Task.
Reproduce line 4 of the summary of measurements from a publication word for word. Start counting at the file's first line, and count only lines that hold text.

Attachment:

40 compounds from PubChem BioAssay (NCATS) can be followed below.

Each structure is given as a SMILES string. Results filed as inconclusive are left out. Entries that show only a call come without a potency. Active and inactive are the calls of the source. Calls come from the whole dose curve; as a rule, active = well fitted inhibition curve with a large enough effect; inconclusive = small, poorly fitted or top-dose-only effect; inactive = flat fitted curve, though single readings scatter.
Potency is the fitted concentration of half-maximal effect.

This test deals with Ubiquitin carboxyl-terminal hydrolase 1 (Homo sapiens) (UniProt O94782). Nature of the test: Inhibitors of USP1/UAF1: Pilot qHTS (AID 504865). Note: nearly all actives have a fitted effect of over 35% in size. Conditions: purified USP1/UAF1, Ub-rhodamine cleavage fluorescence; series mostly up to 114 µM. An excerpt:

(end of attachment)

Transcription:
This test deals with Ubiquitin carboxyl-terminal hydrolase 1 (Homo sapiens) (UniProt O94782). Nature of the test: Inhibitors of USP1/UAF1: Pilot qHTS (AID 504865). Note: nearly all actives have a fitted effect of over 35% in size. Conditions: purified USP1/UAF1, Ub-rhodamine cleavage fluorescence; series mostly up to 114 µM. An excerpt: